To which I respond:

      (1) Which scientists? I can think of one or two scientists who have said that time is running out, but that’s all. Those who like that phrase are nearly always politicians, and of course it is a political statement, not a scientific one.

      (2) That ‘time is running out’ has been said by politicians and activists repeatedly since the 1990s, and one or two have said that it is already too late. Yet there has been no rise in temperature, on average, in 17 years.

      (3) Which scientists? If the ones connected with writing the SPM and WG1 in the 5th AR, they are only a few scientists, even in the climate field.

      (4) That confidence-level statement is simply bogus. It means that a group in a room asked themselves what they thought, and tried to express their agreement with each other that way. In statistics a 95 per cent confidence level has an altogether more substantial meaning — the measurement is within two standard deviations of the mean.

      (5) In fact the IPCC says, and I would agree, that human activity has had some effect in global warming. It doesn’t at all say that it was the only cause, and it plainly isn’t, otherwise there could not have been a 17-year ‘hiatus’ (the IPCC’s word) in warming.

      (6) ‘Evidence’ of damaging evidence isn’t growing — what grows are assertions. Ice has been melting since the early to middle 19th century, sea-level rises have been occurring for thousands of years, and the IPCC itself has said (in its 2012 report that mentioned in the paper) that there is no observational evidence that connects global warming to extreme weather events. Yes, it’s possible that there will be a change in the speed of these processes, but there is no ‘evidence’ to that effect so far.

      (7) Australia is not ‘threatened’ except in the projections of GCMs, while the models themselves have been unable to predict temperature change, and even the modellers warn that the GCMs have a very limited application to regions.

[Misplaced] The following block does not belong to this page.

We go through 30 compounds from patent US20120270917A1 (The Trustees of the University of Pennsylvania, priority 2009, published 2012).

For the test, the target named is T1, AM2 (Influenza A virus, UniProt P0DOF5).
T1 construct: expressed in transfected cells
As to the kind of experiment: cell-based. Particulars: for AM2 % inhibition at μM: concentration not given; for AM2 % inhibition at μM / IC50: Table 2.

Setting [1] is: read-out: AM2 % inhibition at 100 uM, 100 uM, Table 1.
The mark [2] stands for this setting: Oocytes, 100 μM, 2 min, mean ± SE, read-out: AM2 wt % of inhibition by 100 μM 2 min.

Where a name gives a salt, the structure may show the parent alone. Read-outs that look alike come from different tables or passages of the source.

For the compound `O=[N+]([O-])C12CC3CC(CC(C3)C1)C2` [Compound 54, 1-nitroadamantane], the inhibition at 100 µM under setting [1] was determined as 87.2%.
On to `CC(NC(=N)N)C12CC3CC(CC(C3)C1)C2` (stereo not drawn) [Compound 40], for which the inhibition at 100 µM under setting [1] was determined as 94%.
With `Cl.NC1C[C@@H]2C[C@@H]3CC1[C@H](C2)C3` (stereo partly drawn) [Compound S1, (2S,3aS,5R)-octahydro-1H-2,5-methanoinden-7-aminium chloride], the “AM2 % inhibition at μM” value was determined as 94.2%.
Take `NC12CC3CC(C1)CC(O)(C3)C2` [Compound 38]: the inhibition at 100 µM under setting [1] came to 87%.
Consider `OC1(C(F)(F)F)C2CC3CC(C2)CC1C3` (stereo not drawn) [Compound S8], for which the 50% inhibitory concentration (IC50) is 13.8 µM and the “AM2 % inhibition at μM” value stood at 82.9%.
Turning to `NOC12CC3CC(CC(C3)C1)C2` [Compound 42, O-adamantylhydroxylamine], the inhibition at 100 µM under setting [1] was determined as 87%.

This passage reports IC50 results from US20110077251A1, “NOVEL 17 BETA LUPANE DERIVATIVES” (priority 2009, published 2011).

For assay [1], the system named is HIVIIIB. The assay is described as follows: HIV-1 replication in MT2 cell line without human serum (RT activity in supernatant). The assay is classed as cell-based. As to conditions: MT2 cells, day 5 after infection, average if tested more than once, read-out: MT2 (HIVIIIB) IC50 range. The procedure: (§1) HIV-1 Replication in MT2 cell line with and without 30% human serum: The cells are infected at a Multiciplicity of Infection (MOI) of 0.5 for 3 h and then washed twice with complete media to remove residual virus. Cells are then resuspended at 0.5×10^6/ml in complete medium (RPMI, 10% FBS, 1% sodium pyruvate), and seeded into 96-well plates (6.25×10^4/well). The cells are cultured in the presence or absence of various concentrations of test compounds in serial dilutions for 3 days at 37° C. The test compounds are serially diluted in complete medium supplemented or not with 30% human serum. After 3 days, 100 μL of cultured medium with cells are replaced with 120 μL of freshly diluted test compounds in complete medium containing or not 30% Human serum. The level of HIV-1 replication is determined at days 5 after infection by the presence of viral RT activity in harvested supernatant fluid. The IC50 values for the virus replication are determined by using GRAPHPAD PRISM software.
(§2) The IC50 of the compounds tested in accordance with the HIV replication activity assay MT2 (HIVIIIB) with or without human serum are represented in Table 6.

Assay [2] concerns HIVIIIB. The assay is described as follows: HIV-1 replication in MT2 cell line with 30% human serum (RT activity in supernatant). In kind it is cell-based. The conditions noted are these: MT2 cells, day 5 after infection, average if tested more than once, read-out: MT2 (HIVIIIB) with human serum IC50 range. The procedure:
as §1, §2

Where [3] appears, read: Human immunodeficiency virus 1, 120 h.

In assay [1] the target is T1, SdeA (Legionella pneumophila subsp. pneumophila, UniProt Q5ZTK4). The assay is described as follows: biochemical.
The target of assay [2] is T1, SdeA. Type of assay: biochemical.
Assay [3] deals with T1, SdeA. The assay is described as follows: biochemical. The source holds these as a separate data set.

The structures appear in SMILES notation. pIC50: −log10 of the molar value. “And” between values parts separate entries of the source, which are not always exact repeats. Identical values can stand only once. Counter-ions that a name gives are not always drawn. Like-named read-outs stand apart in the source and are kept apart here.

(8) Kiribati, Tuvalu and the Maldives are no more threatened by inundation now than they were fifty years ago, while the loss of fresh water has nothing whatever to do with ‘climate change’, but is probably connected with over-drawing on the aquifers as more and more people come as tourists.

      That is what I meant by ‘ignorant’. If you are going to write about the press coverage of climate change it would be a help to have some accurate knowledge.

      Now to your email. I’ll pass up ‘simplistic nonsense’, since you don’t say where you found it.

      I did not write down the text of the interview, though I listened to it twice. In any case, both in that interview and certainly in the report, it is hard to doubt that Professor Bacon approves of the Fairfax press stance and feels that other newspapers ought to have followed suit.

      I don’t think that Andrew Bolt ‘leads’ the press reporting of ‘climate change’. As I see it, people write about it from their own perspectives.

      ‘The bulk of the scientists’ — where do you get that summation from? There is not a shred of evidence that the ‘bulk of the scientists’ believe anything one way or the other. The work on consensus that has been done, by Cook, Anderegg and others, which she cites in her report, will not sustain any such statement. Theirs is dreadful social science, or it might be kinder to say that these papers are far too slight and poorly constructed to be used as the basis for anything. If I knew who ‘most of the informed scientists’ were I might be able to hazard a guess as to what they thought. What you seem to seem to be saying is that those of the orthodoxy support the orthodoxy.

      As I pointed out, there are abundant measures of the decline in media interest in global warming; her work there was unnecessary. Deciding on whether or not articles in the Australian press rejected the science or supported it implies that Professor Bacon knows ‘the science’. It is plain that she simply takes for granted what the orthodoxy says (ie. the IPCC reports) and subjects none of it to any critical examination whatever. This is surely bad social science and a poor example to journalism students.

      Sorry this is so long!